Industry VoicesTeachers' Desk

Investigate postgrad pathways for school staff

Worryingly, the growing teacher shortage is pushing some schools to hire untrained teachers while others are asking staff to teach outside their subject specialisation, according to the Post Primary Teachers’ Association | Te Wehengarua union.

Trying to rectify the issue, government is pushing to increase funding and attract new people into the profession. As such, postgraduate pathways for teachers and non-teaching staff are growing in appeal.

The latest print issue of School News magazine is available for free here.

Distinct from professional learning development opportunities that focus on gaining specific skills, formal postgraduate study focuses on gaining new qualifications. Particularly as more people are expected to career-change into teaching, current teachers may want to increase their earning potential by obtaining a postgraduate diploma, certificate, Master’s or Doctoral Degree.

To find out what postgraduate pathways exist for school staff this issue, School News interviewed Dr David Parsons, National Postgraduate Director at The Mind Lab.

Q: Are there many different postgrad pathways for teachers?

A: Postgraduate pathways for teachers range from short periods of study that might take only two or three months and includes micro-credentials, through to larger qualifications including Postgraduate Certificates, Postgraduate Diplomas, and up to Master’s and Doctoral Degrees. There are a range of different institutions offering postgraduate pathways for qualifications accredited by NZQA, including universities, polytechnics, and private training establishments, including us.

Q: What is the unique appeal of formal postgrad study for teachers?

A: Formal postgraduate study can provide significant advantages over other forms of professional development, including the opportunity to achieve postgraduate qualifications that will be well recognised in the education sector as evidence of capability and commitment and can help with career progression. Depending on their current role and salary level, gaining new qualifications can also assist teachers to increase their income, even in their existing roles.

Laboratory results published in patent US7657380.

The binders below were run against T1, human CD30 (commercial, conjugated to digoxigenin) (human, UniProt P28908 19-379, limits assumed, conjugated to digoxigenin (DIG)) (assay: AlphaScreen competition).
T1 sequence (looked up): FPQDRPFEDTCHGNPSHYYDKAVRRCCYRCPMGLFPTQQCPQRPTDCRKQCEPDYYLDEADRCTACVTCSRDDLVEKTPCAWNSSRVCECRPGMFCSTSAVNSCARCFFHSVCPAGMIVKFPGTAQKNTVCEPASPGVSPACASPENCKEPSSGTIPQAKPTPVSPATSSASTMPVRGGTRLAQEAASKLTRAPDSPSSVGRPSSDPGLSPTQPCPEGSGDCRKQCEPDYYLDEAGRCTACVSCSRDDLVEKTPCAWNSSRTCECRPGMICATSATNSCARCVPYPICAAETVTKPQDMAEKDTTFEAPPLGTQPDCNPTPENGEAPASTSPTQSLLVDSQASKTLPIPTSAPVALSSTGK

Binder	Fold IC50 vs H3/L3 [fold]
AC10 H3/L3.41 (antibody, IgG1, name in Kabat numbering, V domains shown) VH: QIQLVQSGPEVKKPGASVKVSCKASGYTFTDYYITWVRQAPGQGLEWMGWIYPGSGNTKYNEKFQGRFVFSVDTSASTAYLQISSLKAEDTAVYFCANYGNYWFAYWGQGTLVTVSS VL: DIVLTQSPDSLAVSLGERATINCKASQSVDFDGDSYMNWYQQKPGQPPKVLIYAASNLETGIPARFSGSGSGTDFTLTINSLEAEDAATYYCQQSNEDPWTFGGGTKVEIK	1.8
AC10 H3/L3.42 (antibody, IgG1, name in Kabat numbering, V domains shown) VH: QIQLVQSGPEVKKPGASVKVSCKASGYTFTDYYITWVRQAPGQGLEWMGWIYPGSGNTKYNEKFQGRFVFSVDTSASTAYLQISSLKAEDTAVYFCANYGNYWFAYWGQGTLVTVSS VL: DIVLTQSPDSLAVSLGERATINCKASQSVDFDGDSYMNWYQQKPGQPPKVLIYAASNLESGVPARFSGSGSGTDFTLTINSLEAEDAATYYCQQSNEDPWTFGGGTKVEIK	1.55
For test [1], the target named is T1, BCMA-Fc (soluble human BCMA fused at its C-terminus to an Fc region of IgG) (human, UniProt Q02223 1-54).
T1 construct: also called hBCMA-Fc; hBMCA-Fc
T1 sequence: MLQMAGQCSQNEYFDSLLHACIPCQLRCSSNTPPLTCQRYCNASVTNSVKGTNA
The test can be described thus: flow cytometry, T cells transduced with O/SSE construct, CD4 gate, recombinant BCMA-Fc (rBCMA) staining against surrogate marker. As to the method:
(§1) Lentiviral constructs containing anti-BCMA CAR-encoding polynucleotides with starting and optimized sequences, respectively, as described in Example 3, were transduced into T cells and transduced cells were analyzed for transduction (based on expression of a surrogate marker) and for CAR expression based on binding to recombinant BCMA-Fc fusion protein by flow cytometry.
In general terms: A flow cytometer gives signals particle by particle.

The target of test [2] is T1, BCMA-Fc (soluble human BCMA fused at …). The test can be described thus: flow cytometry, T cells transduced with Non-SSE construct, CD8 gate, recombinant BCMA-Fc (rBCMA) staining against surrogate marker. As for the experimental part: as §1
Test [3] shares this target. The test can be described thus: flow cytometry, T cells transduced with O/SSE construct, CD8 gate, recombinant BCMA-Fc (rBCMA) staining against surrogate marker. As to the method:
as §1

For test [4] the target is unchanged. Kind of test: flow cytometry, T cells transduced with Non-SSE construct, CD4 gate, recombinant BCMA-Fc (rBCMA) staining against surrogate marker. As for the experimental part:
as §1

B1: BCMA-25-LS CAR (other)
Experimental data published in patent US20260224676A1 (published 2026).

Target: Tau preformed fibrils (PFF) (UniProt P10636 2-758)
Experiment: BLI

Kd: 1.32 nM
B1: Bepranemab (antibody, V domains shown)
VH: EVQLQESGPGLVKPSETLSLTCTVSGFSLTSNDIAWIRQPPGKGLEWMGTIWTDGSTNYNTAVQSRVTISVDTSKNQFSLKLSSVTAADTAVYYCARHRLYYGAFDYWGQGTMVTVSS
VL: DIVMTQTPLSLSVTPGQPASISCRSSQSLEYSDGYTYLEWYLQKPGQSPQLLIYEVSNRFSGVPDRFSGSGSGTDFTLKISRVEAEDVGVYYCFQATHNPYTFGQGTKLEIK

Those who wish to become school leaders can particularly benefit from this type of higher study. Across the board, achieving higher qualifications raises teachers’ self-efficacy, confidence, and mana, and contributes to improvements in the education system through increased capability and influence.

Furthermore, engaging in formal study with recognised academic institutions will provide a much better foundation for research literature than other forms of professional development, giving teachers more rigorous methods and processes for improving their practice.

Q: How about pathways for non-teaching staff?

A: There are certainly many pathways for non-teaching school staff, and higher education institutions offer courses in a wide range of education-related subjects, such as information science for librarians, that are not only intended for teachers.

It is just as important for non-teaching staff to be given the opportunity and encouragement to undertake higher study to further develop themselves and subsequently be able to contribute more in their support roles. 

Q: Can staff study part-time while working?

A: Part-time study while working is certainly an option and is probably more financially viable for most. However, with some of the higher qualifications like Master’s, and particularly Doctoral study, teachers may feel that the part-time pathway would take too long and so might want to consider studying full-time, at least for a portion of these higher qualifications. This is especially the case when, for example, a part-time doctorate could take more than six years to complete.

Many institutions deliver online or hybrid learning now, offering teachers even greater flexibility and access to their preferred institute regardless of where they are based in Aotearoa, New Zealand.

Q: Are there many scholarship opportunities for teachers?

A: There are many scholarships available for teachers, depending on their subject area, working context, and whether they are a member of a priority group such as Māori or Pasifika.

Both educational institutions and many charitable organisations offer scholarships of various types and sizes. The Ministry of Education also offers a range of scholarships to support teachers undertaking higher education. 

School News

School News is not affiliated with any government agency, body or political party. We are an independently owned, family-operated magazine.
Back to top button